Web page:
THE owners of properties built on non-urban land are calling for amendments to Spanish legislation to ‘protect the people who bought in good faith’.
Complaints made by homeowners who invested in properties illegally built on non-urban land – land that was not for construction – over the last two decades have been directed at the Junta de Andalucia regional government and Spain’s central government to request that Spanish legislation currently in force be amended to protect the people who bought homes in good faith.
Most owners of these illegally built rural homes are foreigners and members of SOHA (Save Our Homes Axarquia). Formed in January 2008 by Axarquia residents, SOHA seeks to ‘protect the rights of Axarquia residents in accordance with Article 8 of the European Convention on Human Rights, help residents protect their homes with legal and direct action and actively campaign for the establishment of an amnesty for honest homeowners in Axarquia’.
During the European election campaign, several members of SOHA had a meeting in Almeria with Valencia-born Esteban Gonzalez Pons, who is a member of the European Parliament, to inform him of their request for a change to Spanish law.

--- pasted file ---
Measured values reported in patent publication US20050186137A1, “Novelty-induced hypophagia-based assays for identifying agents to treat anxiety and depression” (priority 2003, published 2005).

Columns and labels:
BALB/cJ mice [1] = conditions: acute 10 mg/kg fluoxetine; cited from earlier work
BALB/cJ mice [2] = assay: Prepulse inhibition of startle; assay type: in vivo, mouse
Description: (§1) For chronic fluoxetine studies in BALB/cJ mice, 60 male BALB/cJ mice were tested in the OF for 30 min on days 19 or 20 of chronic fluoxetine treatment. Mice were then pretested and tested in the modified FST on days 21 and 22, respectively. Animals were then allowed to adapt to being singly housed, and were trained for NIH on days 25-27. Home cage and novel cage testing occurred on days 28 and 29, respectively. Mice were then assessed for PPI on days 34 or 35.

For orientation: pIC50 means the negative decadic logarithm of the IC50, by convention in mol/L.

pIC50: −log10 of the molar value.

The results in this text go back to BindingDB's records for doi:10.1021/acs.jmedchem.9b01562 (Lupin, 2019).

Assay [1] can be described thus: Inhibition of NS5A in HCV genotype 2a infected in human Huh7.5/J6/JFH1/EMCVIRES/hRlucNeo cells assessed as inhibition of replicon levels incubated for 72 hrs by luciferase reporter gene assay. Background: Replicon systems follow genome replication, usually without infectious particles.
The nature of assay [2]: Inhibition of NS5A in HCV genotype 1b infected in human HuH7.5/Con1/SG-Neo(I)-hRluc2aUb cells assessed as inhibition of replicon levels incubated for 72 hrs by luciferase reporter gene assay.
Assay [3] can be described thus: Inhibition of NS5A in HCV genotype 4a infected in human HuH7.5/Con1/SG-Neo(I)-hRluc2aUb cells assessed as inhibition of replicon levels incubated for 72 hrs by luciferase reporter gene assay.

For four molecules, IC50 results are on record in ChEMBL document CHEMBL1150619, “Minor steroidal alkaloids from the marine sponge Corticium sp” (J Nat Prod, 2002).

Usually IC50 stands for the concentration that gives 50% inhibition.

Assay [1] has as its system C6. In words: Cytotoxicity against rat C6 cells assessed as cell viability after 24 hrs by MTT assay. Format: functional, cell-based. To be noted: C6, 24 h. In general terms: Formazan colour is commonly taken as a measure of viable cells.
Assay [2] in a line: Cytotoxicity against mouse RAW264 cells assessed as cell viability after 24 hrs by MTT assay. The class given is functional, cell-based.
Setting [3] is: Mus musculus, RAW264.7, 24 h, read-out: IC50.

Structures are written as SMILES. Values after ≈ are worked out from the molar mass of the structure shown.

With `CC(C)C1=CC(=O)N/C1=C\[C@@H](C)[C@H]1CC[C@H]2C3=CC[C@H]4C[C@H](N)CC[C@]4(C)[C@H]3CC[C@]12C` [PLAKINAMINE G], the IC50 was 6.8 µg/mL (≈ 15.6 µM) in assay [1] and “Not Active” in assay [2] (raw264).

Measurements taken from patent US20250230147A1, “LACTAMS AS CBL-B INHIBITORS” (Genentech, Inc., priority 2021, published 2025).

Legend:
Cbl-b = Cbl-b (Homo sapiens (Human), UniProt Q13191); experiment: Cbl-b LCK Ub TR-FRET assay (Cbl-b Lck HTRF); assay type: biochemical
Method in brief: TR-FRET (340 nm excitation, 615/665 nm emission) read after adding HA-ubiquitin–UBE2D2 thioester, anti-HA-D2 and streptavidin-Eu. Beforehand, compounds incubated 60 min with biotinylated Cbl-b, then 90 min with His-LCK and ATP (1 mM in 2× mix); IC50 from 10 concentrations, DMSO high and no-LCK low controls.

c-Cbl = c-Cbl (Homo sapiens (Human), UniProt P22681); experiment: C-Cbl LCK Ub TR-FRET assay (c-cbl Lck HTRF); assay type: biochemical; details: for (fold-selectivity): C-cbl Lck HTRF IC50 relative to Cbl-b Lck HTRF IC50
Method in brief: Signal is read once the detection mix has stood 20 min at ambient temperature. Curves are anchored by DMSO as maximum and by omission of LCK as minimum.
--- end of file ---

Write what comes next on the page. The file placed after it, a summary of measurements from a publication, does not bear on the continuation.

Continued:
“Fortunately, there has not been a large number of demolition orders, unlike the amount we have witnessed elsewhere in Andalucia. However, there have been cases in which homeowners who bought properties in good faith have found themselves implicated in judicial processes, even though they had licences issued by the councils and all the necessary permits endorsed by lawyers,” said Town Planning Councillor for Alcaucin and spokesman for SOHA, Mario Blancke.
The biggest problem facing owners of rural properties is that Andalucian legislation has not resolved the situation of illegally built homes, which never come under the statute of limitations.
“It is absurd that something as serious as a homicide can come under the statute of limitations but dividing land into plots will not,” said Blancke, who added that Decrees 6/2010 and 2/2012 have not solved the problems.
The way he sees it, the Junta de Andalucia should stop giving the responsibility to local councils.
“The Junta cannot claim they did not know anything about construction in the countryside. They are equally responsible, or even more so, because they took money for the licences,” he added.